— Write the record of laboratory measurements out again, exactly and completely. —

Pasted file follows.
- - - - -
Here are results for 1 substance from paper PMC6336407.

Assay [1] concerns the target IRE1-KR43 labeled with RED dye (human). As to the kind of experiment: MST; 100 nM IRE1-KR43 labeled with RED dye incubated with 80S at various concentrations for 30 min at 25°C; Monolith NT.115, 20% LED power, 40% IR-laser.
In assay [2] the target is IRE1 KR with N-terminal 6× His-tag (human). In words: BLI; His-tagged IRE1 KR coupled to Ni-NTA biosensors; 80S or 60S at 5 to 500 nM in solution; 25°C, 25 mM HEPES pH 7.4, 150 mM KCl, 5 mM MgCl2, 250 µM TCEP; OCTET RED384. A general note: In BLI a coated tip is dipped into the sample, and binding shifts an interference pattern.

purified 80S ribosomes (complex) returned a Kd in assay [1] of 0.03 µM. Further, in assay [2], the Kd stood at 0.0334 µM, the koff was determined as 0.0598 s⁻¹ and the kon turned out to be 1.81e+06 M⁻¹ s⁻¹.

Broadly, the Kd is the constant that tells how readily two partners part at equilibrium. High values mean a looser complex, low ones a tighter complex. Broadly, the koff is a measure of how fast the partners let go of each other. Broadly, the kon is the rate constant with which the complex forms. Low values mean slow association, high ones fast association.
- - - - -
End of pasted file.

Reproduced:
Here are results for 1 substance from paper PMC6336407.

Assay [1] concerns the target IRE1-KR43 labeled with RED dye (human). As to the kind of experiment: MST; 100 nM IRE1-KR43 labeled with RED dye incubated with 80S at various concentrations for 30 min at 25°C; Monolith NT.115, 20% LED power, 40% IR-laser.
In assay [2] the target is IRE1 KR with N-terminal 6× His-tag (human). In words: BLI; His-tagged IRE1 KR coupled to Ni-NTA biosensors; 80S or 60S at 5 to 500 nM in solution; 25°C, 25 mM HEPES pH 7.4, 150 mM KCl, 5 mM MgCl2, 250 µM TCEP; OCTET RED384. A general note: In BLI a coated tip is dipped into the sample, and binding shifts an interference pattern.

purified 80S ribosomes (complex) returned a Kd in assay [1] of 0.03 µM. Further, in assay [2], the Kd stood at 0.0334 µM, the koff was determined as 0.0598 s⁻¹ and the kon turned out to be 1.81e+06 M⁻¹ s⁻¹.

Broadly, the Kd is the constant that tells how readily two partners part at equilibrium. High values mean a looser complex, low ones a tighter complex. Broadly, the koff is a measure of how fast the partners let go of each other. Broadly, the kon is the rate constant with which the complex forms. Low values mean slow association, high ones fast association.